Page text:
Just a perfect song. The perfect display of how powerful one sentiment can be with just a guitar and voice delivering it. This was an eye-opener for me; it brought the idea of empathy to the core of my songwriting, the idea of putting yourself in someone else’s shoes. Not speaking for them, not saving them, but identifying in their struggle and trying your damndest to provide some semblance of solidarity with them.
This lyric, it’s a love song, it’s a political song—there is no separation in the two.
You have the right not to be killed
Murder is a crime
Unless it was done
By a policeman
Or an aristocrat”
If there was a reason that the Clash are my second-favorite band, it would be this song. Just Joe [Strummer] being able to take seemingly simple ideas and make them seem huge and new and thought-provoking. This is another main songwriting goal I have tried desperately to adapt: Writing the lyric that is so simple, you curse yourself for not writing it first. “Know your rights:” This lyric is the first right. It harkens to Pete Seeger’s “What Did You Learn In School Today?”. Police murder is an epidemic in 2017; it was in ’77 when the Clash wrote this, too.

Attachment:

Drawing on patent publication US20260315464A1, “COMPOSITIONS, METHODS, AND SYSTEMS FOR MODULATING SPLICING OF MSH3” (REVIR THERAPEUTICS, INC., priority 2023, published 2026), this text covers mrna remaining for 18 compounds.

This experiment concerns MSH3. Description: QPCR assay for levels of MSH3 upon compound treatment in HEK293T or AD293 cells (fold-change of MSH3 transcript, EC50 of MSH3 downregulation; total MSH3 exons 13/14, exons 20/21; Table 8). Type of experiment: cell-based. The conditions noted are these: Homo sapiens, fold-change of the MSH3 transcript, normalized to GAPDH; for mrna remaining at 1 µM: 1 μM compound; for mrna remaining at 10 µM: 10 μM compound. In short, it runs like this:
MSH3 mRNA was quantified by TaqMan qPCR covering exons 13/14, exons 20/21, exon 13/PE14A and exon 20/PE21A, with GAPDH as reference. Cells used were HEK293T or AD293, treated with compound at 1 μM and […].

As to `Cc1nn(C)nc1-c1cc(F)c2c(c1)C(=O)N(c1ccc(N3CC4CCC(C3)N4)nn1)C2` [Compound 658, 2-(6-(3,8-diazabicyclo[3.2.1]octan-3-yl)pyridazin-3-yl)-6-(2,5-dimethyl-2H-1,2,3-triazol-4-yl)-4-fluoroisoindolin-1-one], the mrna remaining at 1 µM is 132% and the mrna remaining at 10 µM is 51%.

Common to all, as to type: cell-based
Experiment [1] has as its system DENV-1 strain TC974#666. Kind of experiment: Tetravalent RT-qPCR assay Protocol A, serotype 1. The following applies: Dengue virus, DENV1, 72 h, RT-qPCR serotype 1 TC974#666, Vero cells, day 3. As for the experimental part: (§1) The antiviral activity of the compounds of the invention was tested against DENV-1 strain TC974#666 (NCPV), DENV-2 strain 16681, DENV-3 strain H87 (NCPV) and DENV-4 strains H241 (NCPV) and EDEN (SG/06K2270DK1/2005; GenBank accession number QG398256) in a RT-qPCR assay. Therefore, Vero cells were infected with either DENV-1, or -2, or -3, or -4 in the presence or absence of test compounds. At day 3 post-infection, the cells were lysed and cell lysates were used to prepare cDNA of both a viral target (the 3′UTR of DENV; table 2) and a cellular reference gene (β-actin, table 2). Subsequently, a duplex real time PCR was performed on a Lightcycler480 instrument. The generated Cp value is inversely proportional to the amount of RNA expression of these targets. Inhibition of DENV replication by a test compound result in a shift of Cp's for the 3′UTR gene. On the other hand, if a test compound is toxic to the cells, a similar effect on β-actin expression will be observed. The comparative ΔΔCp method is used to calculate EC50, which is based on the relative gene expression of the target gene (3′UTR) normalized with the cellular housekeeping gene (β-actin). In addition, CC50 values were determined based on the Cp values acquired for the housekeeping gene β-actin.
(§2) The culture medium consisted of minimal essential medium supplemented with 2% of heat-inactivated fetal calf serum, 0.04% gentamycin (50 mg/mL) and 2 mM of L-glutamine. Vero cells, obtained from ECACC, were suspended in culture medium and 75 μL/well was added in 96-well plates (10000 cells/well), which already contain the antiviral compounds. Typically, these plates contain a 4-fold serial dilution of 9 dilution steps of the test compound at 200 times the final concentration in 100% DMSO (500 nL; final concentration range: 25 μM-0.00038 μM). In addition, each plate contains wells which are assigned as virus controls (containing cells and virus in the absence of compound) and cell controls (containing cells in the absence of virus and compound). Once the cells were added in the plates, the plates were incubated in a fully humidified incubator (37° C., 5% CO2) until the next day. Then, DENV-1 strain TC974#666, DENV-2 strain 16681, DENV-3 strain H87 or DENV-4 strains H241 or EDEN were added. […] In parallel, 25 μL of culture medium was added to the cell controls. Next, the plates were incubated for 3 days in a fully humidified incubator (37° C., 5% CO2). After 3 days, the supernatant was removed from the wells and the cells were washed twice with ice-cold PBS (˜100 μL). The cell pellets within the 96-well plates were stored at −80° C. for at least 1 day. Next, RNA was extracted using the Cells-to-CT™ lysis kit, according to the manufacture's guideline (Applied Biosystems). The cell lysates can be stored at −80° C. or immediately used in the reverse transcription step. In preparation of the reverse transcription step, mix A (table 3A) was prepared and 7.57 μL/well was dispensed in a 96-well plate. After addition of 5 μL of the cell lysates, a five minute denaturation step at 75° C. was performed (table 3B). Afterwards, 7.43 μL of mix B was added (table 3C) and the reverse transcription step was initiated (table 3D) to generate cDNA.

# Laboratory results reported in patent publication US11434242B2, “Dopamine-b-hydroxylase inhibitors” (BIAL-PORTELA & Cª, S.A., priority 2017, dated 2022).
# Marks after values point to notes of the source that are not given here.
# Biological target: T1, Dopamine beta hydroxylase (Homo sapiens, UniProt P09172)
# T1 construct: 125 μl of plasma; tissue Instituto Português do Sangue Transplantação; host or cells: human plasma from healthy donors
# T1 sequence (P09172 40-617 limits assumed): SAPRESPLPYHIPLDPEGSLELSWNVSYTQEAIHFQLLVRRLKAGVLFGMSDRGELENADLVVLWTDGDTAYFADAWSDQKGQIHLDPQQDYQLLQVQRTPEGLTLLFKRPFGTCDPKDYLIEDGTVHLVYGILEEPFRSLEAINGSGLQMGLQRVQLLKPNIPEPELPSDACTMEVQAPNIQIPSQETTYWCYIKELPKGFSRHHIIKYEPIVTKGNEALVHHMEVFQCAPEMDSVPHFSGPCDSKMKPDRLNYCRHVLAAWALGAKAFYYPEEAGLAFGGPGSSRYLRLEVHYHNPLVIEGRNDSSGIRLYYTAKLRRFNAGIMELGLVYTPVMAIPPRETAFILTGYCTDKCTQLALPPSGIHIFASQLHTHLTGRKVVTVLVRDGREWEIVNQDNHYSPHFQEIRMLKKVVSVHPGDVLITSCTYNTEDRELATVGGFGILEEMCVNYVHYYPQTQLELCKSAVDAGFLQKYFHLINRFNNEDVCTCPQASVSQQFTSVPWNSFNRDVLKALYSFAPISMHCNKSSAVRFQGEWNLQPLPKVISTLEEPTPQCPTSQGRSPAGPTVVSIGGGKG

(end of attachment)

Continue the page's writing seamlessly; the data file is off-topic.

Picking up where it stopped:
“Young people speaking their minds
Getting so much resistance from behind
It’s time we stop, hey, what’s that sound
Everybody look what’s going down”
Honestly, I just recently dove into this track hard. I kinda stayed away from “pop Vietnam era” folk/rock music. I mean, I like Creedence Clearwater Revival… but for me it was always Phil Ochs or nothing else. This song has recently blown my mind and is so apropos for today, I’m trying to convince the rest of the guys to cover it. It’s a pop/rock song, but the formula of its structure is pure folk music. The lyrics and message are genius. I’m glad I found it. This lyric is so poignant, every movement of progress is deemed “unfavorable” while it’s happening. Protest is not meant to be uncomfortable. If you look at history, people hated when Jesse Owens raised his fist, the same way they talk about [Colin] Kaepernick’s knee. Be on the right side of history, people.
“When they dropped the bomb on the building to kill a MOVEment
Did they care where the rights of the murdered went?
Police terror in the eyes of the children
Police terror in the streets of every town.”
This song. This band. This is everything that punk rock should be. Social, racial and economic at the forefront of every single second of music that they create. If you are lucky enough to see or have seen Strike Anywhere play this song and I am in a 50-mile radius, I will appear on stage and sing this song. These particular lyrics mention the MOVE bombing in an amazingly sharp and powerful way. I know educating countless and shining the light on something is tremendously important.
“You can’t make it go away,
So why endanger womyn’s lives?
Because the issue here for you isn’t life…
Control of what we do and say, but you'll never gain control”
This track is on the second Anti-Flag record [1999’s A New Kind Of Army] and the first I played on. When I got the demos, this one automatically stuck with me. An abortion rights song, pushing the boundary of discourse on women’s and reproductive rights. I was honored to be a part of some of Justin’s best lyrics.